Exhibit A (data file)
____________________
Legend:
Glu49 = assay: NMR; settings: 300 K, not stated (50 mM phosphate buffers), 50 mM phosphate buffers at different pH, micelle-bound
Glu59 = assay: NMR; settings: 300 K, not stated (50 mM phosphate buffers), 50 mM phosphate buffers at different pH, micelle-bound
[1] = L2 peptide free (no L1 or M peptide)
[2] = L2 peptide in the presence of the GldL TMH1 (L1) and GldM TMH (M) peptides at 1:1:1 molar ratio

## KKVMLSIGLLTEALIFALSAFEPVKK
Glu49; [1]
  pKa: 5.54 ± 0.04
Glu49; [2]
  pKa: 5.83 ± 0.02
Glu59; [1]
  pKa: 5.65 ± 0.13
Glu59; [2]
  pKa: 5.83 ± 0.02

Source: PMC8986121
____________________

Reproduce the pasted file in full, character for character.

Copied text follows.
Legend:
Glu49 = assay: NMR; settings: 300 K, not stated (50 mM phosphate buffers), 50 mM phosphate buffers at different pH, micelle-bound
Glu59 = assay: NMR; settings: 300 K, not stated (50 mM phosphate buffers), 50 mM phosphate buffers at different pH, micelle-bound
[1] = L2 peptide free (no L1 or M peptide)
[2] = L2 peptide in the presence of the GldL TMH1 (L1) and GldM TMH (M) peptides at 1:1:1 molar ratio

## KKVMLSIGLLTEALIFALSAFEPVKK
Glu49; [1]
  pKa: 5.54 ± 0.04
Glu49; [2]
  pKa: 5.83 ± 0.02
Glu59; [1]
  pKa: 5.65 ± 0.13
Glu59; [2]
  pKa: 5.83 ± 0.02

Source: PMC8986121